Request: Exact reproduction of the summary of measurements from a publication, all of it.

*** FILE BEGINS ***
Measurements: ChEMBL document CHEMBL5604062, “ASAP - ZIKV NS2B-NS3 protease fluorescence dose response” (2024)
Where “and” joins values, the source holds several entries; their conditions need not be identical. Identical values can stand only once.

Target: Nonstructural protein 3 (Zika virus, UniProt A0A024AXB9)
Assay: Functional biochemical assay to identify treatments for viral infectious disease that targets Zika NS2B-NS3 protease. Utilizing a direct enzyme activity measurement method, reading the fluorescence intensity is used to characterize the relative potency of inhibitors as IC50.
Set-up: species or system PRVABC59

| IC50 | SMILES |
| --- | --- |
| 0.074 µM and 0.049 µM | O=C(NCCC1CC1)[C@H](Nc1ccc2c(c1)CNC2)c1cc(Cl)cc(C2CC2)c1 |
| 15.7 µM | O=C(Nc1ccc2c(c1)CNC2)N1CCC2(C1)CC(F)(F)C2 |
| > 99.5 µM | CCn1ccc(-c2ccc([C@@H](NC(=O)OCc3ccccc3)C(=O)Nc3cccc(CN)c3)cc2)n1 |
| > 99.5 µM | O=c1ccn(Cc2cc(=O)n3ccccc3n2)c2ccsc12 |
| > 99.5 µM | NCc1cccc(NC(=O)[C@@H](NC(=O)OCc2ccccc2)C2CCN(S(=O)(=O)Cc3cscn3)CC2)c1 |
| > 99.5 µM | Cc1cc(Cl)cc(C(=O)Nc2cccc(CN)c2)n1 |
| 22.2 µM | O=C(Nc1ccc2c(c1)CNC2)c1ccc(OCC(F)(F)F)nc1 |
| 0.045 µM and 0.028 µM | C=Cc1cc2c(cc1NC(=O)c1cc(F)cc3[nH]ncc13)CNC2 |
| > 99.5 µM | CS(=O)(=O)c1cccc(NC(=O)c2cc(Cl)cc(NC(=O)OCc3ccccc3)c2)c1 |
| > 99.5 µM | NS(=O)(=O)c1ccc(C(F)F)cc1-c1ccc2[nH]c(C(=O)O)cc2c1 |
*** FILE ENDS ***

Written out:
Measurements: ChEMBL document CHEMBL5604062, “ASAP - ZIKV NS2B-NS3 protease fluorescence dose response” (2024)
Where “and” joins values, the source holds several entries; their conditions need not be identical. Identical values can stand only once.

Target: Nonstructural protein 3 (Zika virus, UniProt A0A024AXB9)
Assay: Functional biochemical assay to identify treatments for viral infectious disease that targets Zika NS2B-NS3 protease. Utilizing a direct enzyme activity measurement method, reading the fluorescence intensity is used to characterize the relative potency of inhibitors as IC50.
Set-up: species or system PRVABC59

| IC50 | SMILES |
| --- | --- |
| 0.074 µM and 0.049 µM | O=C(NCCC1CC1)[C@H](Nc1ccc2c(c1)CNC2)c1cc(Cl)cc(C2CC2)c1 |
| 15.7 µM | O=C(Nc1ccc2c(c1)CNC2)N1CCC2(C1)CC(F)(F)C2 |
| > 99.5 µM | CCn1ccc(-c2ccc([C@@H](NC(=O)OCc3ccccc3)C(=O)Nc3cccc(CN)c3)cc2)n1 |
| > 99.5 µM | O=c1ccn(Cc2cc(=O)n3ccccc3n2)c2ccsc12 |
| > 99.5 µM | NCc1cccc(NC(=O)[C@@H](NC(=O)OCc2ccccc2)C2CCN(S(=O)(=O)Cc3cscn3)CC2)c1 |
| > 99.5 µM | Cc1cc(Cl)cc(C(=O)Nc2cccc(CN)c2)n1 |
| 22.2 µM | O=C(Nc1ccc2c(c1)CNC2)c1ccc(OCC(F)(F)F)nc1 |
| 0.045 µM and 0.028 µM | C=Cc1cc2c(cc1NC(=O)c1cc(F)cc3[nH]ncc13)CNC2 |
| > 99.5 µM | CS(=O)(=O)c1cccc(NC(=O)c2cc(Cl)cc(NC(=O)OCc3ccccc3)c2)c1 |
| > 99.5 µM | NS(=O)(=O)c1ccc(C(F)F)cc1-c1ccc2[nH]c(C(=O)O)cc2c1 |